Snapping turtles are one of the largest freshwater turtle species in North America. They have a striking look and can bite quite hard. They can grow huge, from 8 to 30 inches! You probably have seen a snapping turtle in a large tank. But where do snapping turtles live in the wild?
Snapping turtles live in most parts of North America. They are found in various aquatic habitats, such as freshwater ponds, rivers, and lakes. Snapping turtles are freshwater aquatic turtles, but they can tolerate brackish water.
In this article, I will talk about where Common snapping turtles and Alligator snapping turtles live in the wild. So, continue reading to learn more about these unique species of turtles.
Where Do Common Snapping Turtles Live?
By snapping turtles, most people understand the Common snapping turtles (Chelydra serpentina). They are found in many parts of North America.
More specifically, they live in fresh and brackish water bodies ranging from the eastern United States and southern Canada to northern Mexico. you can also see Common snapping turtles in the central and western United States.
Common snapping turtles live in a wide range of freshwater habitats in the mentioned locations. You may see snapping turtles in ponds, marshes, swamps, rivers, and lakes. Snapping turtles prefer soft muddy, or sandy bottoms where they can bury themselves. They roam in shallow water to get their head out of the water easily and breathe in air.
Common snapping turtles spend most of their time in the water. They partially stay in the water even when they bask under the sun.
The condition of the habitats of snapping turtles affects their appearance and habits. Adult Common turtles can be 8 to 18 inches long. Their size and menacing look prevent many predators from attacking them.
Snapping turtles have powerful jaws that they use for hunting and fighting threats. They prey on animals, insects, and plants that are smaller than them. Most of their diet consists of fish, frogs, insects, crayfish, small turtles, small mammals, and even snakes.
Where Do Alligator Snapping Turtles Live?
Alligator snapping turtles or “gator snappers” are distant cousins of Common snapping turtles. They are found in much more limited geographical locations in the United States.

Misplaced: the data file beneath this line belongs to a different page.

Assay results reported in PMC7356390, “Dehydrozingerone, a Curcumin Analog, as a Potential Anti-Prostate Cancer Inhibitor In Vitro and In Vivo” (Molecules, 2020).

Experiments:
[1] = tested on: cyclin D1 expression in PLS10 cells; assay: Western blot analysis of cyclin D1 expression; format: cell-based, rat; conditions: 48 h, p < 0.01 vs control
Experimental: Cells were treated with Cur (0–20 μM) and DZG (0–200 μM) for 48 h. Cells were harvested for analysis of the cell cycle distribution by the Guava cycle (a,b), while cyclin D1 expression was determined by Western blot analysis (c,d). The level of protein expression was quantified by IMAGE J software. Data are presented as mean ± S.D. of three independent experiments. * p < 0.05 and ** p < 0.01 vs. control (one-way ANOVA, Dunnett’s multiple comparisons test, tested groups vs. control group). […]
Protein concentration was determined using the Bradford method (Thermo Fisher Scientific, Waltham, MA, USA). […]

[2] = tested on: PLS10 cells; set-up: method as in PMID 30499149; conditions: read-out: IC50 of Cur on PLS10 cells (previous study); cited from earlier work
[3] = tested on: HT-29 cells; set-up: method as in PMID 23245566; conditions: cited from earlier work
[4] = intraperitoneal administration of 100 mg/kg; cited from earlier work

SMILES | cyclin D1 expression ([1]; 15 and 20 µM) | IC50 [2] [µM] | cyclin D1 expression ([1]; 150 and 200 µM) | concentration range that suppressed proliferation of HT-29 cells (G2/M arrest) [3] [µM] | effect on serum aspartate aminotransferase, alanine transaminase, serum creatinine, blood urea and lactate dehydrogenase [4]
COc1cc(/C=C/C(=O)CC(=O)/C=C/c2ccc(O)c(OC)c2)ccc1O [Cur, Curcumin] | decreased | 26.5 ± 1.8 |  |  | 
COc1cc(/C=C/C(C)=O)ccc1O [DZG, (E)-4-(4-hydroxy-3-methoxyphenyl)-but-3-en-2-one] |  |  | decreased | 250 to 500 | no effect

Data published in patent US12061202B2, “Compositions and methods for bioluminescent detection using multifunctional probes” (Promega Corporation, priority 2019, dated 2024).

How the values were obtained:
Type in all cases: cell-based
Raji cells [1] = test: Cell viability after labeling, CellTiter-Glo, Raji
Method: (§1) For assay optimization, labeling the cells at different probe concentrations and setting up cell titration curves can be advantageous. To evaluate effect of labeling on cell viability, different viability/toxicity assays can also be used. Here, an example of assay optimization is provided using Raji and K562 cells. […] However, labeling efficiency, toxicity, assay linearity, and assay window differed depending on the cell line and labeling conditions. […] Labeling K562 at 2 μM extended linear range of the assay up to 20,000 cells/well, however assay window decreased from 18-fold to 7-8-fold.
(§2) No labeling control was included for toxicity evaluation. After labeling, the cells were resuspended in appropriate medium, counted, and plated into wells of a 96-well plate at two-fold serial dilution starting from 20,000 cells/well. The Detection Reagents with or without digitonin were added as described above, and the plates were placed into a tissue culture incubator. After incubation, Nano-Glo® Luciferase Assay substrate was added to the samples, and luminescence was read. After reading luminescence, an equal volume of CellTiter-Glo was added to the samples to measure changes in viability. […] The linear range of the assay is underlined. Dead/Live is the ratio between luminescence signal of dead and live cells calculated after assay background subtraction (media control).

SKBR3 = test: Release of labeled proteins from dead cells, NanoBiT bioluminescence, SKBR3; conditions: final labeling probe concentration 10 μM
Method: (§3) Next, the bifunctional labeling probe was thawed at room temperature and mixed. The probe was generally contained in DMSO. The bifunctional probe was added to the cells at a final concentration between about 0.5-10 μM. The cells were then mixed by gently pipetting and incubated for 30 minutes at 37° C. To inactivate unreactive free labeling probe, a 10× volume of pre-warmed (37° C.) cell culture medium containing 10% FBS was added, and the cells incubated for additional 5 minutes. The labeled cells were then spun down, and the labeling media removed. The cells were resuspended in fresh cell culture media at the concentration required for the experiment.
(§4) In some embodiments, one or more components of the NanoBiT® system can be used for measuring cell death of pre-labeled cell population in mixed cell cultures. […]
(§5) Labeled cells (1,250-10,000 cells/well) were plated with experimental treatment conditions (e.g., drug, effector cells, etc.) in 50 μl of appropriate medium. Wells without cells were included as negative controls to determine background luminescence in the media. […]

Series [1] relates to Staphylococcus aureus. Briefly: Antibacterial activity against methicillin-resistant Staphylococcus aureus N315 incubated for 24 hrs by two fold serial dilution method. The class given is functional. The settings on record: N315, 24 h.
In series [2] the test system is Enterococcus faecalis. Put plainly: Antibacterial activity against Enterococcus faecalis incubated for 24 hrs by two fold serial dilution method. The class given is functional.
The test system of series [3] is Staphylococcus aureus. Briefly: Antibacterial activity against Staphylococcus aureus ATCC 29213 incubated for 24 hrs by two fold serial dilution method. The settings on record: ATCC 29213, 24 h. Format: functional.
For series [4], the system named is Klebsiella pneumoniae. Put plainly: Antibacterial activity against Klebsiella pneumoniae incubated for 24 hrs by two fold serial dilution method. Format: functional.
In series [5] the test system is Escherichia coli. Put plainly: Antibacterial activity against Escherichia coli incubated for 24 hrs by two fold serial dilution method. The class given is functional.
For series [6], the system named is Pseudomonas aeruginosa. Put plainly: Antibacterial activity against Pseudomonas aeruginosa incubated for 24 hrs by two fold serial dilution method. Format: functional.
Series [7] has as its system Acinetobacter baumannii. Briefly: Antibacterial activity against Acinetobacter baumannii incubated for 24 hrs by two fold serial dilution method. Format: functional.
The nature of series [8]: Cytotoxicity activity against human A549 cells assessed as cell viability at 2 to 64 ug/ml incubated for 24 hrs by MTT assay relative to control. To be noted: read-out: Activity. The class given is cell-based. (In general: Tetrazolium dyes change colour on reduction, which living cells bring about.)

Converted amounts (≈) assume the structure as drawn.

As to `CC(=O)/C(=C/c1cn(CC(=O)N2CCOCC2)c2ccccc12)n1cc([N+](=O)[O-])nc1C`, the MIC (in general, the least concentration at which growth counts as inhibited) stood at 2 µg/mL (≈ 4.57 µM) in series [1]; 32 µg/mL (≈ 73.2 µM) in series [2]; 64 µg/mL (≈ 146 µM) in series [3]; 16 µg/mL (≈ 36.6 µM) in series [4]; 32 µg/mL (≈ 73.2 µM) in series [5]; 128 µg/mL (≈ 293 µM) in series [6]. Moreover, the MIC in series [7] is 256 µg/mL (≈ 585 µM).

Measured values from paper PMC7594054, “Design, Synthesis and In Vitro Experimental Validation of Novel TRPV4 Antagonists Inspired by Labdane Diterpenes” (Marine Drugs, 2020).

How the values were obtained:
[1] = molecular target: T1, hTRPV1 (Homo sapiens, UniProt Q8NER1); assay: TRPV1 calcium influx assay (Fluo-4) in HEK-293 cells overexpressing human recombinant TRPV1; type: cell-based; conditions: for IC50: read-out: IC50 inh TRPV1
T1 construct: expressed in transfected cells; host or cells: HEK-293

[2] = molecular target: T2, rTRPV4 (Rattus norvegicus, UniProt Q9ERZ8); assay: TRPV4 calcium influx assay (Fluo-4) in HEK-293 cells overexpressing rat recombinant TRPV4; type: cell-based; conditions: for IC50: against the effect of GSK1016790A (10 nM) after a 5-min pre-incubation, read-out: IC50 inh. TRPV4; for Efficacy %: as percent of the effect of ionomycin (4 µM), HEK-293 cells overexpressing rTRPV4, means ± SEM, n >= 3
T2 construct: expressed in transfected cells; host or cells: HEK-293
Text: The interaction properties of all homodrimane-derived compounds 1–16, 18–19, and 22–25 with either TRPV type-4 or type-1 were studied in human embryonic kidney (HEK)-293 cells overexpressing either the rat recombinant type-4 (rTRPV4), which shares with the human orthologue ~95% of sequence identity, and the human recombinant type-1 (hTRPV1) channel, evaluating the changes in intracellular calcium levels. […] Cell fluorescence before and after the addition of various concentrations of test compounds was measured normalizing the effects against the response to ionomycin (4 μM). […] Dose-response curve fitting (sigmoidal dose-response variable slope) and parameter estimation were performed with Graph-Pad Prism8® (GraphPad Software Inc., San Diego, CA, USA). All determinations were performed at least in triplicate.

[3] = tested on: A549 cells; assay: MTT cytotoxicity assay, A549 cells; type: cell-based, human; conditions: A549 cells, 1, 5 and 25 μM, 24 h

Alligator snapping turtles live in the southeast United States, the Mississippi River basin, and the Gulf Coast. Like Common snapping turtles, Alligators snappers are also freshwater aquatic turtles. They need larger freshwater habitats, such as large rivers, swamps, bayous, and oxbow rivers.
Like common snapping turtles, Alligator snapping turtles prefer slow-moving water with a soft bottom. They live in areas covered in vegetation that provide them with food and shelter from prying eyes.
Alligator snapping turtles have a similar diet to Common snapping turtles. They are primarily carnivores. Thus, they mostly eat fish and other small size animals. They also eat some aquatic plants in and around their habitat.
Alligator snapping turtles have great appetites. Since they eat a lot, they can become massive. An adult Alligator snapper can reach up to 29 inches! Therefore, they live in larger habitats compared to Common snappers.
Do Snapping Turtles Ever Live Their Habitat?
Snapping turtles are aquatic reptiles and spend most of their time in the water. Even if they sometimes come out of the water, they only venture a little far from their habitats.
However, there are some reasons snapping turtles may leave their habitats for longer. Here are some of these reasons:
Male snapping turtles rarely leave their habitats. But female snapping turtles leave the water searching for suitable land to lay their eggs. They usually lay eggs near their habitats. If they don’t find the right spot nearby, they travel a long distance from their habitat. After laying the eggs, the turtles always return to their aquatic habitat.
2. Searching Food
A snapping turtle may come out of its habitat if food is scarce. Snapping turtles need to have plenty of food to stay healthy. When there is a lack of food in their habitat, they can leave their current habitat for a new one. For that, they can travel a long distance.
3. Habitat Problem
Sometimes, snapping turtles leave their habitat when the water is no longer suitable. The water may dry up or get polluted. Snapping turtles may also flee their habitat if they face problems related to predators.
4. Human Activities
Many people don’t want snapping turtles around their property. Also, some people hunt snapping turtles and eat them. Over-harvesting snapping turtles is one of the main reasons for the decreasing number of this species. Snapping turtles can be disturbed by human activities and be forced to leave a habitat.
5. Climate Change
Snapping turtles need a specific water temperature to live in their habitat. Because of climate change, the water temperature can change, affecting a snapping turtle’s health. As a result, the turtles have to leave for suitable habitats.
Recently, both natural and human activities have been disrupting the life of snapping turtles in the wild. Many water bodies’ water conditions are changing, and snapping turtles are forced to leave their habitats. As a result, the species have now become endangered.
Before You Go
As you can see, snapping turtles can live in most freshwater sources in the United States. What if you want to swim in a pond, river, or lake where you might encounter a snapping turtle? Read the following article to learn how to swim in water with snapping turtles.